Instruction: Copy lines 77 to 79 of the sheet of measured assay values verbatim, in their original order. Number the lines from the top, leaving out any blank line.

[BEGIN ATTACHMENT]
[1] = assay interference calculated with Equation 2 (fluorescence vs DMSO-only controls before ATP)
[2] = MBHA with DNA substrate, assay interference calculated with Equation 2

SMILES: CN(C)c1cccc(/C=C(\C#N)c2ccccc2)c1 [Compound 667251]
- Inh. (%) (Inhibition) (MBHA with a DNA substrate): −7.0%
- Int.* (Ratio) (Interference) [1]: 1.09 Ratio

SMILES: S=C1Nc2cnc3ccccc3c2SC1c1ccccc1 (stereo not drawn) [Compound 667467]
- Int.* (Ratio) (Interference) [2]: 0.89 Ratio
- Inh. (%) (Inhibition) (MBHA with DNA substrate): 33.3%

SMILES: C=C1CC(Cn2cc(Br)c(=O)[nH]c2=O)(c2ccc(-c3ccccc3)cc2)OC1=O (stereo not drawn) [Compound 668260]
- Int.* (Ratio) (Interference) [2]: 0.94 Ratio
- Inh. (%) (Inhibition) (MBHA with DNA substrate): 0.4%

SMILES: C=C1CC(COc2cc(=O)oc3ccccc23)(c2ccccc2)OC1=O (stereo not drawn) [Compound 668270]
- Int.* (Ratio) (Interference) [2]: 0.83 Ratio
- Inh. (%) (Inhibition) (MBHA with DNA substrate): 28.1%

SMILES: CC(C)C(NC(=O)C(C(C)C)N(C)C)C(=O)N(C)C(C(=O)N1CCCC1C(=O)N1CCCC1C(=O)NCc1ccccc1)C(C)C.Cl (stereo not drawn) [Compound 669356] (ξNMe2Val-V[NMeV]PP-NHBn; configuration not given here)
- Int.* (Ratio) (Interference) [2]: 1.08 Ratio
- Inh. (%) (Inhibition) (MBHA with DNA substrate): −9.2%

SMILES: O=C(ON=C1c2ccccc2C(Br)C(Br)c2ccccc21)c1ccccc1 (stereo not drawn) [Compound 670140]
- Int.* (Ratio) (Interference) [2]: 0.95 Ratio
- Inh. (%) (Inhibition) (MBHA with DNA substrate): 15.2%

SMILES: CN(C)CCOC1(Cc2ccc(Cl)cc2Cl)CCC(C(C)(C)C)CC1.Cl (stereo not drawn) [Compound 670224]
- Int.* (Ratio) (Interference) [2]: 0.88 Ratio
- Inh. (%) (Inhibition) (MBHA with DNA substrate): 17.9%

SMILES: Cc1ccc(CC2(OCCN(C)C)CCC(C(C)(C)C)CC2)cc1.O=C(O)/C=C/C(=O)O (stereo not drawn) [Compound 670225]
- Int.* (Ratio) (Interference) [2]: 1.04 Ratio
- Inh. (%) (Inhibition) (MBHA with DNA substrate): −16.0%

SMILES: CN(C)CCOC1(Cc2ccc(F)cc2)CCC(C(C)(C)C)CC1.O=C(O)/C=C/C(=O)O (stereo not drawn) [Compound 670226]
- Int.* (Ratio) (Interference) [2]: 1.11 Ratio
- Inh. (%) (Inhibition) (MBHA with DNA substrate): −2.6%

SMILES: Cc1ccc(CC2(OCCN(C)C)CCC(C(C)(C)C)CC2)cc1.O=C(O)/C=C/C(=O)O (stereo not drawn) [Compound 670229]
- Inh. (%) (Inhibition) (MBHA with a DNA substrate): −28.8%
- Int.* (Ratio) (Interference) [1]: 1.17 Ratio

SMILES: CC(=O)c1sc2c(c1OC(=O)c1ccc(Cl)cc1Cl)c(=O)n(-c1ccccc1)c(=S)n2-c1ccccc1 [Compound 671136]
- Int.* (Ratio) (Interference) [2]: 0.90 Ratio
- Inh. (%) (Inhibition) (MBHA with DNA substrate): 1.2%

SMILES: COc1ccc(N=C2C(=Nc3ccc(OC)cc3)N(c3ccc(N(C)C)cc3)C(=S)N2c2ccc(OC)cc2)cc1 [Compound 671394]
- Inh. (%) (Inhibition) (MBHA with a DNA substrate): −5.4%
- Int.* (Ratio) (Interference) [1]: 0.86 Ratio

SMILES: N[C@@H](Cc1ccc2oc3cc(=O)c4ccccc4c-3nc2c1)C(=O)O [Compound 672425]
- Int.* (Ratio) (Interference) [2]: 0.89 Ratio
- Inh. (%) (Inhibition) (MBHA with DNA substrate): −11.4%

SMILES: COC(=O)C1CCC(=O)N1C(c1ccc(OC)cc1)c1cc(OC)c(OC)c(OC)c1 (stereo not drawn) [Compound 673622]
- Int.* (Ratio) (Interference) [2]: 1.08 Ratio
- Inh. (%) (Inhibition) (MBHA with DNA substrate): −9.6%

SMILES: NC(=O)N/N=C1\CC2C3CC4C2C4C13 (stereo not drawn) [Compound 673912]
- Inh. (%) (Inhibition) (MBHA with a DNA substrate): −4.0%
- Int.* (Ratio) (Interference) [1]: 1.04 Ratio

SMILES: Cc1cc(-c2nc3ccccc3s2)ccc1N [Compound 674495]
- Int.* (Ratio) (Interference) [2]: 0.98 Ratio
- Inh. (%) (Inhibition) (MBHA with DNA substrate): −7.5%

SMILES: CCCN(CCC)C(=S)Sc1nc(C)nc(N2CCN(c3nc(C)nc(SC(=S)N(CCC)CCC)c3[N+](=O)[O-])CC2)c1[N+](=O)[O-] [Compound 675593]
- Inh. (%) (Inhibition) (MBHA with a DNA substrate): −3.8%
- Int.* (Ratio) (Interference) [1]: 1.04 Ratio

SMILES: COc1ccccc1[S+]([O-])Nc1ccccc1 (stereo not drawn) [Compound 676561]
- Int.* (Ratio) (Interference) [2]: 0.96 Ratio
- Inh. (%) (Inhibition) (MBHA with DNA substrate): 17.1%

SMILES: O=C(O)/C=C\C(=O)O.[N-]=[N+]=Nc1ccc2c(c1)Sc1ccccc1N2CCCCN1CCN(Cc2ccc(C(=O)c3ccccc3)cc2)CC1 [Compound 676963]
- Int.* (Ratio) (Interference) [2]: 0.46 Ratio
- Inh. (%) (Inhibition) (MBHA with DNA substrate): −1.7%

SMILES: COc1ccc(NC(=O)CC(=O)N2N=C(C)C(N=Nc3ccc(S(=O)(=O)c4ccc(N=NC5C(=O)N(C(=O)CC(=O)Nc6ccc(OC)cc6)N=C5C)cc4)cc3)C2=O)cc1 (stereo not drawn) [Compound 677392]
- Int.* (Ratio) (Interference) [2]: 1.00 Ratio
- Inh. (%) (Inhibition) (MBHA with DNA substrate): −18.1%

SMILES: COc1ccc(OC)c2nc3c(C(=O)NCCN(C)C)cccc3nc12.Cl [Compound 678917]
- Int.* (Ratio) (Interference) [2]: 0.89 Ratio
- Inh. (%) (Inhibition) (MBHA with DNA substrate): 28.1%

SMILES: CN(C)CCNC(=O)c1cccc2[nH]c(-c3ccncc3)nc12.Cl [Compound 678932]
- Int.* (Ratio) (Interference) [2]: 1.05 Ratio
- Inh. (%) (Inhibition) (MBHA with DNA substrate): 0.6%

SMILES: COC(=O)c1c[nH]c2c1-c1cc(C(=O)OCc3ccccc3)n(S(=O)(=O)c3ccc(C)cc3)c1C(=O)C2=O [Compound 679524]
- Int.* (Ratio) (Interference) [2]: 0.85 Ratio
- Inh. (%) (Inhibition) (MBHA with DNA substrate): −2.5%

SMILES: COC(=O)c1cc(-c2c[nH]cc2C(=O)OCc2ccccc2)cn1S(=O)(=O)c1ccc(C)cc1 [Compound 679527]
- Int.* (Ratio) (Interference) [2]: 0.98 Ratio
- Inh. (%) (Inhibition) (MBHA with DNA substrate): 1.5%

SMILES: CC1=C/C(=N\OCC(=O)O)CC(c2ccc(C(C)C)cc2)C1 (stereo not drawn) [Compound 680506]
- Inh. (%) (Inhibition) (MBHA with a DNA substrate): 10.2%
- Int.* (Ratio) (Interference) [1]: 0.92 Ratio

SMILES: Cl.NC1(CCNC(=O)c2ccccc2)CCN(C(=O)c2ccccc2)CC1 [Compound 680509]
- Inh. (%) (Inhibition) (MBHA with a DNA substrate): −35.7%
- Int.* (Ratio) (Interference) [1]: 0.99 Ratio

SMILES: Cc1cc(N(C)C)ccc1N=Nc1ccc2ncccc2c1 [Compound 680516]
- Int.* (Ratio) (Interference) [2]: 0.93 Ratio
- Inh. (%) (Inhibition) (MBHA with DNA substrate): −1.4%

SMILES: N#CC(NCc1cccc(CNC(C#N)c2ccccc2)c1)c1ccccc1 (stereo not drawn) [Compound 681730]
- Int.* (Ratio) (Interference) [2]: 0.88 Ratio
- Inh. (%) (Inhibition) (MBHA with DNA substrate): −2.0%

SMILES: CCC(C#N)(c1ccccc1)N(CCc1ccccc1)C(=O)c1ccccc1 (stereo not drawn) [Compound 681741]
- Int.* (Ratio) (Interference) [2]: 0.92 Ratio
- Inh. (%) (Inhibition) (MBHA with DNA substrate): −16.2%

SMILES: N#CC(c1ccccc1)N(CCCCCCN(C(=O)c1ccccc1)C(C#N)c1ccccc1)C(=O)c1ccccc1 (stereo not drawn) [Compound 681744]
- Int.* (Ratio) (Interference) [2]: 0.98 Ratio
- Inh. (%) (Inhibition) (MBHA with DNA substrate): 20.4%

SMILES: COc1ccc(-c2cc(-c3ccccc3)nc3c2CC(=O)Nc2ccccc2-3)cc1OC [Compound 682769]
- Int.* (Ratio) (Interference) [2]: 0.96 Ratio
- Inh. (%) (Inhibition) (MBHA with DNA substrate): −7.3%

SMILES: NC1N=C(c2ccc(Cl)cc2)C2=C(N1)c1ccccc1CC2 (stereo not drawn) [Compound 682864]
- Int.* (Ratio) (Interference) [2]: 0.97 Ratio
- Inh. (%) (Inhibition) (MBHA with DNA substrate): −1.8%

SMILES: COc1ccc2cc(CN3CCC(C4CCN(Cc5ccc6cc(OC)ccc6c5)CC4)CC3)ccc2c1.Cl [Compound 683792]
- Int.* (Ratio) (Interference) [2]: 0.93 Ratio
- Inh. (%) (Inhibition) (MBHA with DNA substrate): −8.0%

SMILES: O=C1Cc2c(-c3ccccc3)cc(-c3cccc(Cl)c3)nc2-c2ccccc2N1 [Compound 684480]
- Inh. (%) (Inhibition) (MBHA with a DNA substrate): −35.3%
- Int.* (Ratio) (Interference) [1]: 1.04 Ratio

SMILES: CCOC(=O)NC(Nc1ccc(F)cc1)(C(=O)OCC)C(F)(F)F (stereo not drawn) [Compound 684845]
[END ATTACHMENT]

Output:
- Int.* (Ratio) (Interference) [1]: 0.92 Ratio

SMILES: Cl.NC1(CCNC(=O)c2ccccc2)CCN(C(=O)c2ccccc2)CC1 [Compound 680509]
- Inh. (%) (Inhibition) (MBHA with a DNA substrate): −35.7%